My Lords, I think I would back the noble Lord to get me home safely using dead reckoning. But he is absolutely right to raise the issues of precision and resilience in relation to the importance of position, navigation and timing to the UK’s prosperity and security, including the real risk of disruption. We are actively examining the critical dependencies we have on GPS to inform the measures needed to defend our critical national infrastructure.
My Lords, I thank the Minister for his Answer. It does not really help in terms of what I actually asked but there is no doubt whatever that the impact of the loss of PNT is almost existential. Banking, trade transactions and all areas of transport and food supply would all be affected and in complete chaos. The signals from GPS and Galileo are very vulnerable. The strength of those signals is less than some of the cosmic signals coming from the stars. They can therefore be intercepted and adjusted very easily; the Chinese and Russians have already done this. It is absolutely essential that the national PNT strategy, which is being worked on, is brought forward as a matter of urgency. There will be a real risk to this nation if we do not do that. Is there any thought in that strategy of having a terrestrial, high-strength power system to be a fallback should we lose the satellite systems because of satellites either being knocked out, which our enemies can do, or being interrupted by other electronic means?
My Lords, I did try to answer the Question, and I agree with the noble Lord in his original Question that this is important. The review to which he referred has concluded, and it identified overreliance on GPS and other space-based systems. It looked at numerous use cases across the economy and recommended a system-of-systems approach as being the best fit for the UK, which would obviously include examination of ground or lower-level alternatives. The review concluded that the Government should support resilience by exploring new systems, and a whole-of-government effort is necessary to do this. That is under way and will be led by BEIS.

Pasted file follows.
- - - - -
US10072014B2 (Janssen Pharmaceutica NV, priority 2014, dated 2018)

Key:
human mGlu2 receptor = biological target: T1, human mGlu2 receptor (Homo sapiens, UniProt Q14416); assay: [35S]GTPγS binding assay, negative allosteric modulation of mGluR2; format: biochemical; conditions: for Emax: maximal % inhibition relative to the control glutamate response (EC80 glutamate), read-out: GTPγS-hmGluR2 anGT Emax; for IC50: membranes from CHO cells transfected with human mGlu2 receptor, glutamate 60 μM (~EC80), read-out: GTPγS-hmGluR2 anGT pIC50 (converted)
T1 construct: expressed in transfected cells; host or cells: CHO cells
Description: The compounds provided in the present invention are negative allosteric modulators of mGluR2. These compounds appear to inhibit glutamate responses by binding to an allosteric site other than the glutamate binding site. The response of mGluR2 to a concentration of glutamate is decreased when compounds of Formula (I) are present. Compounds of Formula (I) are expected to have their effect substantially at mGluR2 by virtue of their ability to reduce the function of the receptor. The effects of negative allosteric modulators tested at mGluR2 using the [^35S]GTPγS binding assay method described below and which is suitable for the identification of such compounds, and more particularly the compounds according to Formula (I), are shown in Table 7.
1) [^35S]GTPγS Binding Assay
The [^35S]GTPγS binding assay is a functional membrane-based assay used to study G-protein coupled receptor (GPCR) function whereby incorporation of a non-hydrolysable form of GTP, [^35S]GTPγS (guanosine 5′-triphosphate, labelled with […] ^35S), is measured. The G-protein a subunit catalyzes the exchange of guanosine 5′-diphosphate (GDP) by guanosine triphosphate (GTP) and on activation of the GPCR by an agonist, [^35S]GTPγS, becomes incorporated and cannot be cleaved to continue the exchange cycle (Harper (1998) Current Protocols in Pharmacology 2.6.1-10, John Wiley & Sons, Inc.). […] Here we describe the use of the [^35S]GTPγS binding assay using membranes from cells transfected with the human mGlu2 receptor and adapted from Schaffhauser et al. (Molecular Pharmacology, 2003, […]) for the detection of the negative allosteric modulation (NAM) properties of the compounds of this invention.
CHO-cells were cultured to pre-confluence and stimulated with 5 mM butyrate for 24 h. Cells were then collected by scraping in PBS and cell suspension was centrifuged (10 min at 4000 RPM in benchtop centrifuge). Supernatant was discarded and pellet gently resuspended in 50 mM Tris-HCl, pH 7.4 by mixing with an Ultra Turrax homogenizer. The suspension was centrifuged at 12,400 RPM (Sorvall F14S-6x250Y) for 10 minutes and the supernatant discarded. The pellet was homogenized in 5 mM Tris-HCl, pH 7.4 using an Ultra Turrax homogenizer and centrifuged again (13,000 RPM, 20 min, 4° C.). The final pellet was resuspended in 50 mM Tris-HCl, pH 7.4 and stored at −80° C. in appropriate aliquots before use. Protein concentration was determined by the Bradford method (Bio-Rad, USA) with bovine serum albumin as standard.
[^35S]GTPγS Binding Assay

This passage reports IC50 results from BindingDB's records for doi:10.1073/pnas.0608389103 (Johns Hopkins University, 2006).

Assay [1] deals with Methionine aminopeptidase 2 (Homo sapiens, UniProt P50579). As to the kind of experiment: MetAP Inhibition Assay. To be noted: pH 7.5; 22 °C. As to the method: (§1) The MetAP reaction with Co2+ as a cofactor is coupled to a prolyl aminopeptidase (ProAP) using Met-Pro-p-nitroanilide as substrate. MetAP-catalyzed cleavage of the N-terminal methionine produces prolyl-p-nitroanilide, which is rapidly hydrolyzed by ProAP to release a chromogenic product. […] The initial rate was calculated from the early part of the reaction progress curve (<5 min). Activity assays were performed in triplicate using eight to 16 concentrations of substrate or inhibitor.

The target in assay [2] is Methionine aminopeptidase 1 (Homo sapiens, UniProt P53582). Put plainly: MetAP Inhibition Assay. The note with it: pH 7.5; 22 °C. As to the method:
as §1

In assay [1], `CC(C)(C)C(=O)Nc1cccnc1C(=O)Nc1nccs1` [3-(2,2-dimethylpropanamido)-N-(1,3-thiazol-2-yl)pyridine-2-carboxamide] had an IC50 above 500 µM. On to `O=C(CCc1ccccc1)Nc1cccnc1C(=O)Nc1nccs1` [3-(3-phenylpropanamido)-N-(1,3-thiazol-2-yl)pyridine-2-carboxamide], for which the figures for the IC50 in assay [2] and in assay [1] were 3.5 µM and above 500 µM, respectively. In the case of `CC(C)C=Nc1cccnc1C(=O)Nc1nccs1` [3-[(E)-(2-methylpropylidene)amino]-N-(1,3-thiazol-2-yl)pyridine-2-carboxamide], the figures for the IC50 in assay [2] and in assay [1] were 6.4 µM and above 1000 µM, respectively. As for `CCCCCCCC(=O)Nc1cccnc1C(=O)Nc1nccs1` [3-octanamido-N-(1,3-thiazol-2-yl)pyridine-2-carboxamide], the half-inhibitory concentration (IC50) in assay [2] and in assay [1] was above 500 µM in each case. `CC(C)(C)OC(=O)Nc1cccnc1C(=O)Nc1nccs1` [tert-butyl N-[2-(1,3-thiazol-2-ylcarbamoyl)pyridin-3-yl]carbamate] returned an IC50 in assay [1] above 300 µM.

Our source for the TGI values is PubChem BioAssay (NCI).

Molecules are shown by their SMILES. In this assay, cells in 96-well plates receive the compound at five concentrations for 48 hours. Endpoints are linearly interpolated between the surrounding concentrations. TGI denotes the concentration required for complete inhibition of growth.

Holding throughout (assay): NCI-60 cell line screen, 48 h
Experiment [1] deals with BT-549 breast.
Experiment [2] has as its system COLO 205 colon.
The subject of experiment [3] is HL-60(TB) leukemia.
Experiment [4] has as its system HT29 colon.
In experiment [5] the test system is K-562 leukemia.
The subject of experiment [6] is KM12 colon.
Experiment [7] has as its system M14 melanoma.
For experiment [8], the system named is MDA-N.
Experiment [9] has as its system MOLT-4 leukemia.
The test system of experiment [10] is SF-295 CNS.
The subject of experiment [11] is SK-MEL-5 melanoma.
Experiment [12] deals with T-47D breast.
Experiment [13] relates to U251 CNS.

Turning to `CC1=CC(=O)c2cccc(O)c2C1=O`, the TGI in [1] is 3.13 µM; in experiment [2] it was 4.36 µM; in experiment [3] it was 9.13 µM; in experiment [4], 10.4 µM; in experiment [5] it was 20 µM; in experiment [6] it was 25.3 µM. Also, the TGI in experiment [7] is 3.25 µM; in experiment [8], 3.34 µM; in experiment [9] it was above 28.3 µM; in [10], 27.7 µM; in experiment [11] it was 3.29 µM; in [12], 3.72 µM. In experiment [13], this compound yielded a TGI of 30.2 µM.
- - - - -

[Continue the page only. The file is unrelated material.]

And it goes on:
My Lords, I remind your Lordships’ House of my interest as director of reserves at UK Strategic Command. The UK Government have invested some $500 million in OneWeb, which was viewed by some as a very expensive insurance policy as part of the Brexit negotiations. However, because of its low-orbit technology and its second-tier satellites, does this not present a potential opportunity to solve the problem that the noble Lord, Lord West, has put before the House today and also provide a return on investment for UK taxpayers?
My Lords, we have always been clear that the possible provisioning of PNT services was not actually the rationale for our investment in OneWeb. The spaced-based positioning, navigation and timing programme analysed a number of ideas for concepts in low-earth orbit, and OneWeb was one of the many companies contributing to that. It is primarily a telecoms operation and that is where its primary focus is. However, we are not ruling out that low orbit and so on may play a role in future services.
My Lords, the United States’ space-based PNT policy suggests that:
“GPS users must plan for potential signal loss and take reasonable steps to verify or authenticate the integrity of the received GPS data and ranging signal, especially in applications where even small degradations can result in loss of life.”
What advice do Her Majesty’s Government give to GPS users in this country?
My Lords, users in this country certainly need to be aware of the potential difficulties, including space weather. The year 2025 is expected to have quite a high level of solar activity. Overall responsibility for providing facilities and back-up falls on the Government, which is why we conducted the review and are taking some of the measures that I have intimated to the House.
My Lords, I have referred to space weather and the solar cycle, and I agree with the noble Viscount that it is important because at the height of the solar cycle it can disrupt or block access to GPS. We are expanding our space weather monitoring capability, and this will contribute to active correction of GPS as the authorities improve their accuracy. We are also undertaking the other measures that I have mentioned to allow back-up resilience.